The Tripartite Agreement was an international monetary agreement entered into by the United States, France, and Great Britain in September 1936. The purpose of the agreement was to stabilize their nations' currencies both at home and in the international exchange markets after the collapse of the international monetary system during the Great Depression.
During the Great Depression, international monetary cooperation collapsed among liberal states.Following suspension of the gold standard by Great Britain in 1931 and the United States in 1933, a serious imbalance developed between their currencies and those of the gold bloc countries, particularly France. The devaluation of the dollar and the pound sterling raised import prices and lowered export prices in the United States and Great Britain.
In the United States and Great Britain sound money advocates were divided between those favoring reforms to stabilize the currency and others who called for an end to the gold standard and a managed currency.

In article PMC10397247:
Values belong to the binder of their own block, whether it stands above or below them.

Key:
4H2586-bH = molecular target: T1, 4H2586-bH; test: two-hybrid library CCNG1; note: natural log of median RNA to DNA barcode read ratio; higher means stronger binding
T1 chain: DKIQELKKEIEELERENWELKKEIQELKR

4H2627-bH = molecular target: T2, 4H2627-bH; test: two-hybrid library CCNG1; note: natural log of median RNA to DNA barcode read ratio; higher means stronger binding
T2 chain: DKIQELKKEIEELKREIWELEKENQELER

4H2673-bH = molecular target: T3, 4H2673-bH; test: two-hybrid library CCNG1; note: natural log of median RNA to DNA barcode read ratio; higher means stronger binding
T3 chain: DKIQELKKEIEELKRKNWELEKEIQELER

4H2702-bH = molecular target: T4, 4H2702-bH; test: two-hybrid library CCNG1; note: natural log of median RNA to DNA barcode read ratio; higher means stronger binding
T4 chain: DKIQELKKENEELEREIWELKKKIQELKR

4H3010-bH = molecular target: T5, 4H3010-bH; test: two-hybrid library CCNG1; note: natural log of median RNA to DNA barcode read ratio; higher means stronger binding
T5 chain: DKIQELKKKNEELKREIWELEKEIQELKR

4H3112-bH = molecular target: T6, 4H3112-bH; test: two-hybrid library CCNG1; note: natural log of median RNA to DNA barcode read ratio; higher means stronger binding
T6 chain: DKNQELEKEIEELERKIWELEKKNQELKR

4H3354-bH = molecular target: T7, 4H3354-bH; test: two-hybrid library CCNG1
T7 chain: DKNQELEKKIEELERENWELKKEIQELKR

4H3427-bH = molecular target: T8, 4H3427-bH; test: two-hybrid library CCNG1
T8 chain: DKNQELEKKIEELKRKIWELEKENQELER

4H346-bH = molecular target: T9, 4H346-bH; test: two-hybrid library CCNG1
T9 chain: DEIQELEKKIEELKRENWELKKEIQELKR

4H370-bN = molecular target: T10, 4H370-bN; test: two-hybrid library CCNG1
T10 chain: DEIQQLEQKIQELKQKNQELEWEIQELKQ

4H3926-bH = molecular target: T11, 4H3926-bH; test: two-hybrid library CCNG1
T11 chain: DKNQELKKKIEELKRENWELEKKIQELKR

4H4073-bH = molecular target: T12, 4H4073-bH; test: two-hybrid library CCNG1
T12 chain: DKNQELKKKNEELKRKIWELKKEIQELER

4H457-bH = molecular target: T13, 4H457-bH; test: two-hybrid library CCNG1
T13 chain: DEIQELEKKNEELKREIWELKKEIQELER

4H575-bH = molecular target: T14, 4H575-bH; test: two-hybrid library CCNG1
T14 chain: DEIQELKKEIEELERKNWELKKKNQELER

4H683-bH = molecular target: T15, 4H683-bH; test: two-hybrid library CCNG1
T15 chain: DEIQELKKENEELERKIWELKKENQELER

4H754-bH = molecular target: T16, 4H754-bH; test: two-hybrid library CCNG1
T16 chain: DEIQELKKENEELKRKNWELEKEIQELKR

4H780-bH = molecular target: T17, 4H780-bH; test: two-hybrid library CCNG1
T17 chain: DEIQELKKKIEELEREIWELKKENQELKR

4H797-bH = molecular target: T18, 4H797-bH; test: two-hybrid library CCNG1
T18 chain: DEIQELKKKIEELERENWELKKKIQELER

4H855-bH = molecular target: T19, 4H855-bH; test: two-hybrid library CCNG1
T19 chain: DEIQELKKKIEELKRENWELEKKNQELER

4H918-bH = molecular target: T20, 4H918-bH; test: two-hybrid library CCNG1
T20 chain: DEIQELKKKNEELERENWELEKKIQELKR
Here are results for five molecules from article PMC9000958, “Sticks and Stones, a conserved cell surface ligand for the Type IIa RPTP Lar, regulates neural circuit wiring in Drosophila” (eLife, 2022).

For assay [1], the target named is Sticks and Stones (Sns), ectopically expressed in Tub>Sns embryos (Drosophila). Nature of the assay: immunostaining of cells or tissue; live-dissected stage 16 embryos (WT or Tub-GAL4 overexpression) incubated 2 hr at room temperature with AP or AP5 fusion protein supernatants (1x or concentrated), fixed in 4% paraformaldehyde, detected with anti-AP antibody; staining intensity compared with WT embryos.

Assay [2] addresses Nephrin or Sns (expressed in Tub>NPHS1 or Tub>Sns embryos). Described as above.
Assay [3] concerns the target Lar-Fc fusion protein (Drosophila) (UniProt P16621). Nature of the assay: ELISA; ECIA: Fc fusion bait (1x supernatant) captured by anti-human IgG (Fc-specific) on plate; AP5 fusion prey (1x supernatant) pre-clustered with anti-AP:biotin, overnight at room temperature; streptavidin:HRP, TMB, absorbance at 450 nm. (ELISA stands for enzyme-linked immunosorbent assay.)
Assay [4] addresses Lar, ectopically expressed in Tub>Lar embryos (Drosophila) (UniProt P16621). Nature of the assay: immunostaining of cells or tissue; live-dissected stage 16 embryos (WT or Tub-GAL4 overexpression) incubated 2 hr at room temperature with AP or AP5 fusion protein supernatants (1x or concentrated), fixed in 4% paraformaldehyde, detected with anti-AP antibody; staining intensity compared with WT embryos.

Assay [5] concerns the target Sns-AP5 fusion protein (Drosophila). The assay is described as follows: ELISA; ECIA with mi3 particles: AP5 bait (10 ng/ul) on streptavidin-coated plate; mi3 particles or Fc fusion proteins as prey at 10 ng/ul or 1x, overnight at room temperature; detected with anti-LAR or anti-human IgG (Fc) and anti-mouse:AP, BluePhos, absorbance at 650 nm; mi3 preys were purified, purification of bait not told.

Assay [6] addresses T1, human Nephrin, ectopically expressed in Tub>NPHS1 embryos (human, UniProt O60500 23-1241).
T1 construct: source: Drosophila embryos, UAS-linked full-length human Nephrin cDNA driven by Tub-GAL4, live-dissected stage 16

The Tripartite Agreement was informal and provisional.Subscribing nations agreed to refrain from competitive depreciation to maintain currency values at existing levels, as long as that attempt did not interfere seriously with internal prosperity. France devalued its currency as part of the agreement. The remaining gold bloc nations, Belgium, Switzerland, and the Netherlands, also subscribed to the agreement.
Subscribing nations agreed to sell one another gold in the seller's currency at a price agreed in advance.The agreement stabilized exchange rates, ending the currency war of 1931 to 1936, but it failed to help the recovery of world trade.
A gold standard is a monetary system in which the standard economic unit of account is based on a fixed quantity of gold. The gold standard was the basis for the international monetary system from the 1870s to the early 1920s, and from the late 1920s to 1932 as well as from 1944 until 1971 when the United States unilaterally terminated convertibility of the US dollar to gold foreign central banks, effectively ending the Bretton Woods system. Many states still hold substantial gold reserves.